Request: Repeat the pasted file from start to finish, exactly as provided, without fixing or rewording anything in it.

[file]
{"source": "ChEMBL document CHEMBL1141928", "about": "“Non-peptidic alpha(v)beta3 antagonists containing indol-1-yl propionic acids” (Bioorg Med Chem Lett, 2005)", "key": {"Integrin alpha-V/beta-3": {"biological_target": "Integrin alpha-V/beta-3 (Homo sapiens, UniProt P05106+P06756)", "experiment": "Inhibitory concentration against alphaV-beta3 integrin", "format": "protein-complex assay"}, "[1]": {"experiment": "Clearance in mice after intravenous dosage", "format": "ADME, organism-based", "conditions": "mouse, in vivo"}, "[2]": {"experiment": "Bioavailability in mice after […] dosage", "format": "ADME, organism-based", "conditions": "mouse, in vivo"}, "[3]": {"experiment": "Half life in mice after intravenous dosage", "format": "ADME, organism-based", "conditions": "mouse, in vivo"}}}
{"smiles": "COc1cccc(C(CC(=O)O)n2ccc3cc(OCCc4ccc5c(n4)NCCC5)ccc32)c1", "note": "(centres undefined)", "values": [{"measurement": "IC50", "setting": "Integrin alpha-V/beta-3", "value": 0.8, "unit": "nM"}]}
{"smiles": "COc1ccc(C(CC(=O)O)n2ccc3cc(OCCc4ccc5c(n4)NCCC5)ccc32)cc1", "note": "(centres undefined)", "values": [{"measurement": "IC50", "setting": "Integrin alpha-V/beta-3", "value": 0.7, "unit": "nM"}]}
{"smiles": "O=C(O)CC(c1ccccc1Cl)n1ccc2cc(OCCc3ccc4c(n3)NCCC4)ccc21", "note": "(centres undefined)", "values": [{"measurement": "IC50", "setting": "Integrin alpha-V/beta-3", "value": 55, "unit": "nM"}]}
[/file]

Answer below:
{"source": "ChEMBL document CHEMBL1141928", "about": "“Non-peptidic alpha(v)beta3 antagonists containing indol-1-yl propionic acids” (Bioorg Med Chem Lett, 2005)", "key": {"Integrin alpha-V/beta-3": {"biological_target": "Integrin alpha-V/beta-3 (Homo sapiens, UniProt P05106+P06756)", "experiment": "Inhibitory concentration against alphaV-beta3 integrin", "format": "protein-complex assay"}, "[1]": {"experiment": "Clearance in mice after intravenous dosage", "format": "ADME, organism-based", "conditions": "mouse, in vivo"}, "[2]": {"experiment": "Bioavailability in mice after […] dosage", "format": "ADME, organism-based", "conditions": "mouse, in vivo"}, "[3]": {"experiment": "Half life in mice after intravenous dosage", "format": "ADME, organism-based", "conditions": "mouse, in vivo"}}}
{"smiles": "COc1cccc(C(CC(=O)O)n2ccc3cc(OCCc4ccc5c(n4)NCCC5)ccc32)c1", "note": "(centres undefined)", "values": [{"measurement": "IC50", "setting": "Integrin alpha-V/beta-3", "value": 0.8, "unit": "nM"}]}
{"smiles": "COc1ccc(C(CC(=O)O)n2ccc3cc(OCCc4ccc5c(n4)NCCC5)ccc32)cc1", "note": "(centres undefined)", "values": [{"measurement": "IC50", "setting": "Integrin alpha-V/beta-3", "value": 0.7, "unit": "nM"}]}
{"smiles": "O=C(O)CC(c1ccccc1Cl)n1ccc2cc(OCCc3ccc4c(n3)NCCC4)ccc21", "note": "(centres undefined)", "values": [{"measurement": "IC50", "setting": "Integrin alpha-V/beta-3", "value": 55, "unit": "nM"}]}